This week I'm taking on a difficult topic: life after death. I have recently read two middle grade books which include references to eternal life. Although not the central theme of Avi's THE BOOK WITHOUT WORDS or Jonathan Auxier's SOPHIE QUIRE, protagonists in both books experience the death of important secondary characters.
THE BOOK WITHOUT WORDSIn Medieval England Sybil, a young servant girl, is in bondage to Thurston, an alchemist determined to make gold and procure eternal life. In his quest, he creates green stones that give him magical powers and eternal life when swallowed. After swallowing the first stone, he "dies" but then comes back to life 20 years younger. In fact, he dies three time.
"I must live because I don't want to die," he says. Each time Thurston thought he had outwitted death and was enabled to live life all over again. In an almost contradictory note, the narrator concludes that there is no magic because magic takes away what it gives, but life gives what it takes.
SOPHIE QUIRE AND THE LAST STORYGUARD
I smiled at this reference to the hero's journey:
She had read enough stories in her life to be familiar with the trope in which heroes make a great show of being reluctant when told they must embark on a dangerous quest. They often refuse the call to adventure, only to change their minds at the very last moment. This had always bothered Sophie, who thought that such dithering was both unrealistic and unheroic. But now that she was the hero and she was being told she must embark on a dangerous quest, she suddenly understood just how difficult it was to take that first step. (p. 159)But like THE BOOK WITHOUT WORDS, after important secondary characters die, magic brings them back to life.
LIFE AFTER DEATHIn these novels for boys and girls, both Avi and Auxier are grappling with a huge truth: death happens. In my mind, they unveil the universal fear of one's own mortality. People don't want to die and would rather imagine they can live forever.
Most young people don't think about death as a fact of life, unless confronted by the death of a close friend ore relative. How should writers who are writing for the children's or young adult market take on this subject?
Avi and Auxier chose to provide magical answers. To the question of what happens after death they've answered, "Magic can allow you to live forever." In my estimation, there is only one author and book that doesn't shy away from this tough subject and doesn't offer magic as the answer.
In the gospel of John, there is a record of Jesus raising Lazarus from the dead. Just prior to this miracle Jesus tells Lazarus' sisters, "I am the resurrection and the life. He who believes in Me, though he may die, he shall live. And whoever lives and believes in Me shall never die." (John 11: 25-25, New King James Version)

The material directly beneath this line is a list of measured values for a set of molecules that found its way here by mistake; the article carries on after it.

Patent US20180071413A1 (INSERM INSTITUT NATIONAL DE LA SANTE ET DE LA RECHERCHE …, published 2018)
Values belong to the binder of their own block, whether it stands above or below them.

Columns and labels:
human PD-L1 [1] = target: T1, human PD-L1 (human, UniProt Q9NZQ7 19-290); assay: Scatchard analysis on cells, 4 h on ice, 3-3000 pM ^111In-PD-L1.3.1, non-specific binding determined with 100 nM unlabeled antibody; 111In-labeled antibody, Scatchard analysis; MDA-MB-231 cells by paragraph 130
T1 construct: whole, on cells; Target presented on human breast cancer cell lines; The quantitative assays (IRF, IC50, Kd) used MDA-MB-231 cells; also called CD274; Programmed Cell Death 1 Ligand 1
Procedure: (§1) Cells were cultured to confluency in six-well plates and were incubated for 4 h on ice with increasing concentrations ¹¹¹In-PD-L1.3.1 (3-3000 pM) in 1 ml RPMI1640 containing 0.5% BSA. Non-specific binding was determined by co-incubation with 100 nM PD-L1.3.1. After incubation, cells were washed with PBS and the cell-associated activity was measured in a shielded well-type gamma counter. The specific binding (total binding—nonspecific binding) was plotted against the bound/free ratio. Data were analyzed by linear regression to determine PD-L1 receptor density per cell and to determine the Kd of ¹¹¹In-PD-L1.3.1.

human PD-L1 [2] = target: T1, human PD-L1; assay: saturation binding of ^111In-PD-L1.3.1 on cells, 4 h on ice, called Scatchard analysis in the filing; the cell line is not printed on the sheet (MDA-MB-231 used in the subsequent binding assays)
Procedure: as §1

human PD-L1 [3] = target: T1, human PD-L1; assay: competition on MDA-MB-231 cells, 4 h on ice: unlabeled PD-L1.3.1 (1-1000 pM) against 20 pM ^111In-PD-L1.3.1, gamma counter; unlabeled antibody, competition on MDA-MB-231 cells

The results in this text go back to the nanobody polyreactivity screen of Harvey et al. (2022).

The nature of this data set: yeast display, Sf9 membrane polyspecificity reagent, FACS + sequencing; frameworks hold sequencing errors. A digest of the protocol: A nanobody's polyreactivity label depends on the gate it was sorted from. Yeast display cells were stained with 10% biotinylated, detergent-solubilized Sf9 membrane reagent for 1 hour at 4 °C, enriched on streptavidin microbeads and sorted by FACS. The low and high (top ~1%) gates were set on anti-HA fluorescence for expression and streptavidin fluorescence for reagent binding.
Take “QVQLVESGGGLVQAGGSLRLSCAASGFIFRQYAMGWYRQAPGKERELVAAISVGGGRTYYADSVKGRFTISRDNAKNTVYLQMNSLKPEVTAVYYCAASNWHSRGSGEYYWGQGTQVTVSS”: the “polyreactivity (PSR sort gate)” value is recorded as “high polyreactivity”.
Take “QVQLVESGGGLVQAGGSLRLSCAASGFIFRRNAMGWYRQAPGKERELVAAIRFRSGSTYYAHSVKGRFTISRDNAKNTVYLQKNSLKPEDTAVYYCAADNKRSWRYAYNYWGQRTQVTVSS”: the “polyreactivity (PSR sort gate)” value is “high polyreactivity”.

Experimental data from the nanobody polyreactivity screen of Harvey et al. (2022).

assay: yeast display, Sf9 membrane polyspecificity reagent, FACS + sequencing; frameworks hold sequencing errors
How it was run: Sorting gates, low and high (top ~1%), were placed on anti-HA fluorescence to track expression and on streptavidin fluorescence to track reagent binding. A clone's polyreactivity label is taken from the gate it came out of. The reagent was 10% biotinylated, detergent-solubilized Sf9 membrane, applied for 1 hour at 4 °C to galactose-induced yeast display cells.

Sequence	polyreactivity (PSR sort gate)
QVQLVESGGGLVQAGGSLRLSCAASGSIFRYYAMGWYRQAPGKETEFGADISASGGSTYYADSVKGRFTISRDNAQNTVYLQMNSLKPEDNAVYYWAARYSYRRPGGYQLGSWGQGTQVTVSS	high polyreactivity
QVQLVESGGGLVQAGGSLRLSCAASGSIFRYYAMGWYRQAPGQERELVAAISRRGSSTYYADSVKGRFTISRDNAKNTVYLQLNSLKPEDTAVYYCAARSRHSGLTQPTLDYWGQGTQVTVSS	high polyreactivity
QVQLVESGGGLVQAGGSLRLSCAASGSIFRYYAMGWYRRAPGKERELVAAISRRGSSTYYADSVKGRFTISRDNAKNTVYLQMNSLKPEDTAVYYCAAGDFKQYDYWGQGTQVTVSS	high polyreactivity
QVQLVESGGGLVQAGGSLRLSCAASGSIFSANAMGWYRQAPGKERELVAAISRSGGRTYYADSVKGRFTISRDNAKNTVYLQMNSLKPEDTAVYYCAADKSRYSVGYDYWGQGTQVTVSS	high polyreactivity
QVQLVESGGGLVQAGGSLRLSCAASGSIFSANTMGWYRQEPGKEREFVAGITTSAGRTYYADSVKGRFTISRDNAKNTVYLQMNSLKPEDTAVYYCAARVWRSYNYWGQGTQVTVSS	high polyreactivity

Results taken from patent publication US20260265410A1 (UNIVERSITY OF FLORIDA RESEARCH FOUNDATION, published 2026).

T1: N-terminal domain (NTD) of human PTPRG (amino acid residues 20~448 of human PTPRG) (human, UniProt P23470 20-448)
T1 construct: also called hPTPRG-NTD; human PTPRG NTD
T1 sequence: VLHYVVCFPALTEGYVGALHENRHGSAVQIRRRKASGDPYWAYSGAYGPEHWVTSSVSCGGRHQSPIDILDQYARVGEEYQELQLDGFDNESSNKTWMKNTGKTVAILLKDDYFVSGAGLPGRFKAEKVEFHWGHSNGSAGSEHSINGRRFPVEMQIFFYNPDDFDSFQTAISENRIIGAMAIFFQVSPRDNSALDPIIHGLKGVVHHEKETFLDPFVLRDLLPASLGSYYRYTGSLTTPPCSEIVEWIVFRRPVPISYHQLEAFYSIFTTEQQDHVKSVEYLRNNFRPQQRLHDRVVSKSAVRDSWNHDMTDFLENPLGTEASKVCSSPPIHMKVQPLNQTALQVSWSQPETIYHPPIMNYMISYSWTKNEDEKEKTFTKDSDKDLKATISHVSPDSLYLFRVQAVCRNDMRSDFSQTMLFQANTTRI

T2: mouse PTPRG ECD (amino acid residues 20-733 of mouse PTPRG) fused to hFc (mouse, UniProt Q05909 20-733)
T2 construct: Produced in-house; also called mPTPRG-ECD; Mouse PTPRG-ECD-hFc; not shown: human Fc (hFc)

Jesus went on to demonstrate his power over death by rising from the dead, a miracle that was witnessed by the disciples on several occasions (Matthew 28: 16-17, Luke 24: 13-16, John 20: 1-2, 19, 24, by Paul (Acts 9: 3-5), and by 500 people (1 Corinthians 15:6).
I think that layered underneath Avi and Auxier's magical portrayal of characters coming to life is a fear of death itself. The author of Hebrews (most likely Paul) writes,
"Inasmuch then as the children have partaken of flesh and blood, He himself likewise shared in the same, that through death He might destroy him who had the power of death, that is, the devil, and release those who through fear of death were all their lifetime subject to bondage." (Hebrews 2: 14)There is life after death--but it's not obtained through magic.
GIVEAWAYFor those of you who are my friends or faithful blog followers, you know that I don't often reference my faith in my book reviews or on this blog. I had such a strong reaction to both of these books that I felt compelled to write a response from a Christian perspective.
If you are interested in receiving my hard copy of SOPHIE QUIRE (provided by the publisher, Abrams) please leave me a comment by May 6th with your email address if you think I don't have it. I look forward to your comments about this post or your thoughts on other children's books which have tackled this difficult topic of death.